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I have two copies of an application source code. One copy is encoded, while the other is not. There are config files scattered through-out the application's directory structure, and this is what I would like to compare.

Is there a way to use diff where-by I can ignore the wildly different files (ie: An encrypted file and an unencrypted file), and only report the difference on the similar-yet-different files (The configs).

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migrated from serverfault.com Jan 19 '10 at 3:14

This question came from our site for system and network administrators.

up vote 1 down vote accepted

You could write a script that uses find to find the files based on name or other criteria and file to determine whether they have the same type of contents (i.e. one compressed, one not).

For me to be more specific I would need you to give more details about whether these are parallel directory structures (files and directories appear in the same places in the two trees) and whether the files you are looking for have names that distinguish them from files you want to ignore. Any additional information you can provide might help even more.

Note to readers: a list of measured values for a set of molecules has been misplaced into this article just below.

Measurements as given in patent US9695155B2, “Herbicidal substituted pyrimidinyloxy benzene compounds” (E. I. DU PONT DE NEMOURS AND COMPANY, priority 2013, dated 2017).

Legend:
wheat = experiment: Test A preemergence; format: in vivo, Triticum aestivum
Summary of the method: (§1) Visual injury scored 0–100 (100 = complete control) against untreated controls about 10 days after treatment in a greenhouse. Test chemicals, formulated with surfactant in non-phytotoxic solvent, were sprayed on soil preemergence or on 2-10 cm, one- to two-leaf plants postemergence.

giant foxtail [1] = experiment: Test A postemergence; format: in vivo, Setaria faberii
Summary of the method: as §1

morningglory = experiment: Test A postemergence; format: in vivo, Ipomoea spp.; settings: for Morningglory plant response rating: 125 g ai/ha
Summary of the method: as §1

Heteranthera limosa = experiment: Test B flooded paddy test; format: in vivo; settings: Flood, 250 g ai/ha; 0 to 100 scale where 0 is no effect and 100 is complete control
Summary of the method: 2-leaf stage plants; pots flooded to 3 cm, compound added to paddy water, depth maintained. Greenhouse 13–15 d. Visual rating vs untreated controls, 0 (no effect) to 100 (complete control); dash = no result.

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Thanks for your help Dennis. The file names are identical. There's a chance of some files or directories missing from either copy. The application is written in PHP, and the encoded copy has been encoded with ionCube PHP Encoder. So the file names match. I hope that helps. – user43040 Jan 18 '10 at 6:09
    
How are the config files named? Are their names distinct from other filenames in the trees? Are there files other than these that you want to compare? The more specific you get, the simpler a script would be. If you want to compare all corresponding *.conf files, but no *.php files and no files without a dot, for example. – Dennis Williamson Jan 18 '10 at 9:35
    
The config files do not have a common name such as .conf, *.cfg, conn_, or anything like that. Some are .conf, most are .php. They have various file names and are scattered throughout the directory structure. I wish they did have a common file name! – user43040 Jan 18 '10 at 23:05
    
You still haven't answered whether the files appear in the same places in the two trees. I think you should just use my general suggestion and experiment on your own. – Dennis Williamson Jan 18 '10 at 23:43
    
Yes the files appear in the same places in the two trees. – user43040 Jan 19 '10 at 0:27

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